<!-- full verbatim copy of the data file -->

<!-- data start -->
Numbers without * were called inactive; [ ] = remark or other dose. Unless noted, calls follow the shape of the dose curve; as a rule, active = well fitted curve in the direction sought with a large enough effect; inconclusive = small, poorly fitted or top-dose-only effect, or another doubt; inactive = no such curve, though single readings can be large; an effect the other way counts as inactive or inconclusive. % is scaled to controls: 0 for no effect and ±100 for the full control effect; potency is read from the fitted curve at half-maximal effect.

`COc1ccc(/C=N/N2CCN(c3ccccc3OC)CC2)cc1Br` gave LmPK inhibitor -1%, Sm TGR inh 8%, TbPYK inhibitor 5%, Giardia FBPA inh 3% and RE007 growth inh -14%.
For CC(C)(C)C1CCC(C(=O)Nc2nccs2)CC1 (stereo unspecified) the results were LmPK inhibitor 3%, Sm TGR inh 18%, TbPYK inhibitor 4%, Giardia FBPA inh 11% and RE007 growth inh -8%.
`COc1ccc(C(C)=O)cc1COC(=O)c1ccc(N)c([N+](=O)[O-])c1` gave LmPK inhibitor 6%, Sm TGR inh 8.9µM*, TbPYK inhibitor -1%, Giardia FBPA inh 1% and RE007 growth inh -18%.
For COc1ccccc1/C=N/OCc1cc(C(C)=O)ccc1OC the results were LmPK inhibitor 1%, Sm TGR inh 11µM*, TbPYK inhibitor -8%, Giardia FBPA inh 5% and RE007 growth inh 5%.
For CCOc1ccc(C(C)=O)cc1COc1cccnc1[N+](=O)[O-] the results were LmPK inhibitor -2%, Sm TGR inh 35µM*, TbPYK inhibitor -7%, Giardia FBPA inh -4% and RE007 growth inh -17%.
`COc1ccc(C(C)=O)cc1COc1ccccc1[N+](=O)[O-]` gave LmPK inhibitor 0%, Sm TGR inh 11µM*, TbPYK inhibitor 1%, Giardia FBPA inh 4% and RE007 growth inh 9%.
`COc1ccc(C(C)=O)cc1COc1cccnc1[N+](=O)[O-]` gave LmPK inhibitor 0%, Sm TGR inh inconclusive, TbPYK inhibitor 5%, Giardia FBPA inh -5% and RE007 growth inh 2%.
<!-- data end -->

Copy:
Numbers without * were called inactive; [ ] = remark or other dose. Unless noted, calls follow the shape of the dose curve; as a rule, active = well fitted curve in the direction sought with a large enough effect; inconclusive = small, poorly fitted or top-dose-only effect, or another doubt; inactive = no such curve, though single readings can be large; an effect the other way counts as inactive or inconclusive. % is scaled to controls: 0 for no effect and ±100 for the full control effect; potency is read from the fitted curve at half-maximal effect.

`COc1ccc(/C=N/N2CCN(c3ccccc3OC)CC2)cc1Br` gave LmPK inhibitor -1%, Sm TGR inh 8%, TbPYK inhibitor 5%, Giardia FBPA inh 3% and RE007 growth inh -14%.
For CC(C)(C)C1CCC(C(=O)Nc2nccs2)CC1 (stereo unspecified) the results were LmPK inhibitor 3%, Sm TGR inh 18%, TbPYK inhibitor 4%, Giardia FBPA inh 11% and RE007 growth inh -8%.
`COc1ccc(C(C)=O)cc1COC(=O)c1ccc(N)c([N+](=O)[O-])c1` gave LmPK inhibitor 6%, Sm TGR inh 8.9µM*, TbPYK inhibitor -1%, Giardia FBPA inh 1% and RE007 growth inh -18%.
For COc1ccccc1/C=N/OCc1cc(C(C)=O)ccc1OC the results were LmPK inhibitor 1%, Sm TGR inh 11µM*, TbPYK inhibitor -8%, Giardia FBPA inh 5% and RE007 growth inh 5%.
For CCOc1ccc(C(C)=O)cc1COc1cccnc1[N+](=O)[O-] the results were LmPK inhibitor -2%, Sm TGR inh 35µM*, TbPYK inhibitor -7%, Giardia FBPA inh -4% and RE007 growth inh -17%.
`COc1ccc(C(C)=O)cc1COc1ccccc1[N+](=O)[O-]` gave LmPK inhibitor 0%, Sm TGR inh 11µM*, TbPYK inhibitor 1%, Giardia FBPA inh 4% and RE007 growth inh 9%.
`COc1ccc(C(C)=O)cc1COc1cccnc1[N+](=O)[O-]` gave LmPK inhibitor 0%, Sm TGR inh inconclusive, TbPYK inhibitor 5%, Giardia FBPA inh -5% and RE007 growth inh 2%.